On my third day in Berlin I decided to visit Sachsenhausen, a concentration camp which is a short train journey from Berlin. As I’m not the best at using public transport in foreign countries, I decided to book onto a tour, meeting again in Paris Square similar to the walking tour.
On the journey our tour guide (who had a very strong Liverpudlian accent) discussed the events that led to the rise of the Nazi Party and what the camp in Sachsenhausen was used for. Opening in 1936, it was used mainly for political prisoners, though there were also Jewish and homosexual prisoners that were kept there. Our tour guide explained that among the prisoners, there was a “hierarchy” with each type of prisoner distinguishable by the colour triangle they wore on their clothes. At the top were criminals (murderers), then Communists (red triangles), homosexuals (pink triangles), and Jews (yellow triangles). This was intended to stop the different groups coming together and rebelling against the camp commanders and guards.
Walking through the gate, emblazoned with ‘Arbeit Macht Frei’ (‘work sets you free’), into the camp was a surreal moment, especially as it was such a beautiful day; it was hard to believe thousands of prisoners were beaten and murdered on these grounds.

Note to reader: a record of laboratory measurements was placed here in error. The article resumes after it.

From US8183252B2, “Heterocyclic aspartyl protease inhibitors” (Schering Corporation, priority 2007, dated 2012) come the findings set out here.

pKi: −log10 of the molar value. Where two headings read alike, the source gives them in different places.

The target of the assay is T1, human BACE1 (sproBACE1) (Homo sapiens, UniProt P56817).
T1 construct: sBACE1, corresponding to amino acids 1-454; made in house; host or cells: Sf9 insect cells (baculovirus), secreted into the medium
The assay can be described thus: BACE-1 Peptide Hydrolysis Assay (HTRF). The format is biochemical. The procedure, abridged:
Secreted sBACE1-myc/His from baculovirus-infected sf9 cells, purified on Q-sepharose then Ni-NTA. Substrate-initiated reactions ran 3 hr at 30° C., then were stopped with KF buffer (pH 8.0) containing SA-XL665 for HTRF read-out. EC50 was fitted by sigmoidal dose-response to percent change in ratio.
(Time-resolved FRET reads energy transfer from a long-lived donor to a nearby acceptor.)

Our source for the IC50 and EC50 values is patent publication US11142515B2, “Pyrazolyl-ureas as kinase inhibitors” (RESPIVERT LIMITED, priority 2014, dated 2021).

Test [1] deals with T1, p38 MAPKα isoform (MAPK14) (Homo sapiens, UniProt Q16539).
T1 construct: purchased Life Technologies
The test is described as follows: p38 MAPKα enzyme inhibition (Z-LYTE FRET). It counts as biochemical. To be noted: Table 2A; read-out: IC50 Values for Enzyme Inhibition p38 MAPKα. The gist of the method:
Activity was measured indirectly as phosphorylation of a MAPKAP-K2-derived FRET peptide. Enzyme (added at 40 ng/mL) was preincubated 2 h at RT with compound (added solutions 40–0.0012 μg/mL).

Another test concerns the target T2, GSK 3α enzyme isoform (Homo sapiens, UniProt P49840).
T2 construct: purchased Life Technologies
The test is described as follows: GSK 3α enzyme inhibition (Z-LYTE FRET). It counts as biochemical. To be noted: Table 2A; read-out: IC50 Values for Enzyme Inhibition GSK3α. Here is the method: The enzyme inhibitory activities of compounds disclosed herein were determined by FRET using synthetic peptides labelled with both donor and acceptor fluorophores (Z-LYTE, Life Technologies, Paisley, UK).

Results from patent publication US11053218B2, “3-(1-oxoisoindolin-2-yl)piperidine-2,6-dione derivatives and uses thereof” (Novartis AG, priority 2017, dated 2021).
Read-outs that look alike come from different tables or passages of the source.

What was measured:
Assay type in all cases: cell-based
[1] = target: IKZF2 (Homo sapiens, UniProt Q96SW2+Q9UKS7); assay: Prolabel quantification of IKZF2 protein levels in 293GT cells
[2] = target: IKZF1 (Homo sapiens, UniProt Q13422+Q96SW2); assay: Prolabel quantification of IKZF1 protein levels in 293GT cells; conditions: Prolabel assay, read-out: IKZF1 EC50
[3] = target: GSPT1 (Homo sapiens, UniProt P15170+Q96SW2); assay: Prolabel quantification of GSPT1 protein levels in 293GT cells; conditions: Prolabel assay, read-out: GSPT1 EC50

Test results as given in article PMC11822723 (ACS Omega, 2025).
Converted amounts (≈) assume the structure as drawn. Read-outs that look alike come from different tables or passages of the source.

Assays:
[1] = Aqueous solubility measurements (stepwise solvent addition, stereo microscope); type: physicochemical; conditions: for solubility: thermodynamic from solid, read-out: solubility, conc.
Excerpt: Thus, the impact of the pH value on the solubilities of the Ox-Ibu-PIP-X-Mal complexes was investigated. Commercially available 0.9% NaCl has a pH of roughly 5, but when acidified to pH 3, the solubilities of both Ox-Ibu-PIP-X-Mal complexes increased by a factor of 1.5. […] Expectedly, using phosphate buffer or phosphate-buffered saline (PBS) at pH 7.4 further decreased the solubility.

On 27 April 1945 the camp was liberated by advance troops of the Soviet army, and at the far end of the camp stands the Soviet Liberation Memorial to mark this. Of the 30,000 prisoners who died at Sachsenhausen, the vast majority were Russian prisoners of war; and to mark this the Memorial contains eighteen red triangles as a symbol for those political (mainly communist) prisoners of the camp.
Following this liberation, the camp was used by the Soviets (until 1950) and then the East German ‘Kasernierte Volkspolizei’, who were disbanded six years later. In 1956 planning began to make the camp into a national memorial site; this was inaugurated in 1961. Today the camp is open to the public as both a memorial and a museum. Many of the buildings have survived or have been reconstructed including the guard towers, the camp entrance, crematory ovens, and the camp barracks. The museum contains artwork created by inmates, models of the camp, and documents and pictures that detail what camp life was like. Artefacts belonging to the inmates are also on display for the public to view which of course was incredibly moving to see, as were the bunk-beds and toilets inside the barracks.
The most moving part of the visit was seeing the crematory ovens and execution trench. Seeing it in real life is, as you would imagine, completely different from reading about it in a text book. Nothing can quite prepare you for seeing something as terrible as this. Although I’m glad I visited Sachsenhausen, it was certainly quite an overwhelming day. However, I think it’s important that camps such as this one are open to the public to ensure that the horrific mistakes of the past do not repeat themselves.